OCTOBER 8, 2009: U.S. Army to Train Soldiers

U.S. Army Contingent to Train East African Armies

SOURCE: New Vision

By Chris Ocowun

Kampala — A US army contingent is camped in Kitgum to train East African armies in humanitarian assistance and fighting techniques. The advance guard of the expected 550 American soldiers embarked on a water purification exercise on Tuesday.

They installed water purification machines at Lagwel Dam in Akwang sub-county and another one at Aswa River.

The US army and contingents from Uganda, Burundi, Tanzania, Kenya and Rwanda will undertake a joint field training exercise in dealing with disasters, said Lt. Col. David Konop, the US public affairs officer.

Under the operation code named 'natural fire', the US will also give East African armies tips on building capacity to enable them respond to epidemics like swine flu and Hepatitis E .

About 550 US soldier and 650 troops from the East African nations are expected to take part in the exercise, which will be launched next week at Pajimo barracks.

About 60 trucks delivered military equipment, building materials and drugs at the barracks.

In a press interview at their base, Maj. Richardo Wilson, who is in charge of operations, said his team had experienced delays due to the poor road network.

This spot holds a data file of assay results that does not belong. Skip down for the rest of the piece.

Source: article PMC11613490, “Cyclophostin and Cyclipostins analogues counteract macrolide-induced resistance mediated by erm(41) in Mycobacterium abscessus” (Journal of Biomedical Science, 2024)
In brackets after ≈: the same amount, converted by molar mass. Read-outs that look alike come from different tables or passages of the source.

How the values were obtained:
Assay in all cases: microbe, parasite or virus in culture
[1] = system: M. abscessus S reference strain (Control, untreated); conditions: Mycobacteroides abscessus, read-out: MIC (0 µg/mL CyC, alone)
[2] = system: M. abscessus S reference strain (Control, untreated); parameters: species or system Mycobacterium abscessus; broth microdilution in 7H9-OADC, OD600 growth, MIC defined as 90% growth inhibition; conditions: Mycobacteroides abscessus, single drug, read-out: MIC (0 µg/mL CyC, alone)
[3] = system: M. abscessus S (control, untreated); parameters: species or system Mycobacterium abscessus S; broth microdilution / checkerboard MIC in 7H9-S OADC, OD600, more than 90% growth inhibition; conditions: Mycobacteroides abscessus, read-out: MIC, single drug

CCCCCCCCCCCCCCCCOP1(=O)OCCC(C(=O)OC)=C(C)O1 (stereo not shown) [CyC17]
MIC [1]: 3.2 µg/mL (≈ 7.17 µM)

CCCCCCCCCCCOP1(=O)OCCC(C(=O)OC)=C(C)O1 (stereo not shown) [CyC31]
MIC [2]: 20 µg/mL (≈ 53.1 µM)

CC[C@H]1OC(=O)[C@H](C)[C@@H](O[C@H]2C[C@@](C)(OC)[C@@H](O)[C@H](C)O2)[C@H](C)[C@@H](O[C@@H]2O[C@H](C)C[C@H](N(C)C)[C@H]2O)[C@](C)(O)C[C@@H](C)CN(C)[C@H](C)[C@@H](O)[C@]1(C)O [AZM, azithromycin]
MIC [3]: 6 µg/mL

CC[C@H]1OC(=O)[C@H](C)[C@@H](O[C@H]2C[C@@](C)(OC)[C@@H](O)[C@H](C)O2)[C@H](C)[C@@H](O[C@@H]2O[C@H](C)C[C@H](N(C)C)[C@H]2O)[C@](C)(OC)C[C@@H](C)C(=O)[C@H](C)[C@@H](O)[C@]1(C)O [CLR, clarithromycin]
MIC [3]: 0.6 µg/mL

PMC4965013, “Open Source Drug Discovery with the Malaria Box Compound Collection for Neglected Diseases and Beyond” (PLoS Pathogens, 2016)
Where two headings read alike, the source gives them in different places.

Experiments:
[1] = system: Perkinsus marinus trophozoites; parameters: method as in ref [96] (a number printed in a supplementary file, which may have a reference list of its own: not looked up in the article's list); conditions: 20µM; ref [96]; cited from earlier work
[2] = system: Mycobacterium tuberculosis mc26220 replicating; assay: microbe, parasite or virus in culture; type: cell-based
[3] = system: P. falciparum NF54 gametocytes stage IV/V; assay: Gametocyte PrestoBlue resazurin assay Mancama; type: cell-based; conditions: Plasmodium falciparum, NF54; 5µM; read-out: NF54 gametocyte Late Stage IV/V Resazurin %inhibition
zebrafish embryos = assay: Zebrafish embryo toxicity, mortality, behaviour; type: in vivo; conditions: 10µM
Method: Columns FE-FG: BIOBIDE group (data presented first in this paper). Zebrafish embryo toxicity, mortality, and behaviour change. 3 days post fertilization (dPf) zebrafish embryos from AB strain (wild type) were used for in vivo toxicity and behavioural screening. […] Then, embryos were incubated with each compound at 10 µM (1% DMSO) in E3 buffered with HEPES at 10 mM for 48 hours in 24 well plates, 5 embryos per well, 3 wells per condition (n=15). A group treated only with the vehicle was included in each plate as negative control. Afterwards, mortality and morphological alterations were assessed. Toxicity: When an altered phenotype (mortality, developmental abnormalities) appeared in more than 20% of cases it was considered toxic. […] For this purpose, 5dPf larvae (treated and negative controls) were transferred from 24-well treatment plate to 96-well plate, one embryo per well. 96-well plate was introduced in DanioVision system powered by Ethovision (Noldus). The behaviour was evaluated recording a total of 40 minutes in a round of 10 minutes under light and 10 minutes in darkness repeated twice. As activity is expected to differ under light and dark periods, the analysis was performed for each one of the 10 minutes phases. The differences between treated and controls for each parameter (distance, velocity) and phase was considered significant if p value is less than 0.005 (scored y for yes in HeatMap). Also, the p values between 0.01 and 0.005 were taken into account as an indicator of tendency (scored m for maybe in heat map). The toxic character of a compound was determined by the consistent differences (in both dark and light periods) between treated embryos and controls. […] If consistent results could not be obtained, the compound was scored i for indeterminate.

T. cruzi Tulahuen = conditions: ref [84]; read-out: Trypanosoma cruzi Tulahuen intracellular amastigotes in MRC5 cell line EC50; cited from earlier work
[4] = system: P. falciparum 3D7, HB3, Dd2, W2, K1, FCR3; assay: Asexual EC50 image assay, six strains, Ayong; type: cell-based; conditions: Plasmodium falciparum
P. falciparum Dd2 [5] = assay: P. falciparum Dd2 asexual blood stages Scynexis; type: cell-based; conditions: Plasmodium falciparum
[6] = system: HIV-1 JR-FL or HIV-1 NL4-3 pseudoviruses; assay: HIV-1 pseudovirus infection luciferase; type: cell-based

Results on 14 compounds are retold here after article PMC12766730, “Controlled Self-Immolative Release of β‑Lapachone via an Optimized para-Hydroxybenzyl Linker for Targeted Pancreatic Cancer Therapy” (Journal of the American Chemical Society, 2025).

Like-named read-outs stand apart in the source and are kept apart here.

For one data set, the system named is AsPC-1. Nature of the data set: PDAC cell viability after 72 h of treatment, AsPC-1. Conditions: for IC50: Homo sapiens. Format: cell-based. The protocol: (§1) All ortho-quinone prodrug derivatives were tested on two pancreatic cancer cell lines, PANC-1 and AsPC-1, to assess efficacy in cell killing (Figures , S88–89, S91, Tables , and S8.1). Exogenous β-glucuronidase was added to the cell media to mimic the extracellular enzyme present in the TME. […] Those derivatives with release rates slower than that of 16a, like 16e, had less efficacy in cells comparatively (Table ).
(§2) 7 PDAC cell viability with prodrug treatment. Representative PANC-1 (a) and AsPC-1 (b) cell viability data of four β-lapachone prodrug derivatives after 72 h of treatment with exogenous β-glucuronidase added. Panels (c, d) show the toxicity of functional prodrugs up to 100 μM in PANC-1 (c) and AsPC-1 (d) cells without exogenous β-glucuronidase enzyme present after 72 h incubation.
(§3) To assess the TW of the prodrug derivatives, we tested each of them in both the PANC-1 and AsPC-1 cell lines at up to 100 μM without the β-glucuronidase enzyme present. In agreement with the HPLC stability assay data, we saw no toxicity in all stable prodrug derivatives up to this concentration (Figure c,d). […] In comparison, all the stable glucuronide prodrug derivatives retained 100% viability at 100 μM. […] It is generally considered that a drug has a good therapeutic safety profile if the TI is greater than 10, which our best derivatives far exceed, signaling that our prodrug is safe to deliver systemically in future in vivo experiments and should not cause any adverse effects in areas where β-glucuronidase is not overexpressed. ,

The advance team, he said, hoped to pump at least 20,000 litres of purified water every day to serve the joint troops and neighbouring communities.

"Each army is expected to demonstrate their skills in responding to disaster during the exercise," said Capt. Michael Van Derwood.

He explained that the East African armies will be trained in convoy operations and transportation of troops, hand-to-hand fighting techniques, basic military fighting skills, weapons training, helicopter operation, crowd or riot control, entry control point and vehicle check-point.

"Soldiers should be able to defend themselves through hand-to-hand if it comes to that, like in Iraq, where sometimes the distance between you and your enemies is narrow," he said.

At Pajimo barracks, each of the participating East African armies will establish its own camp with military equipment for demonstration and training.

The US army has engaged local and national contractors to build four huge tents that can serve as a dining hall, a sleeping place and a command post...

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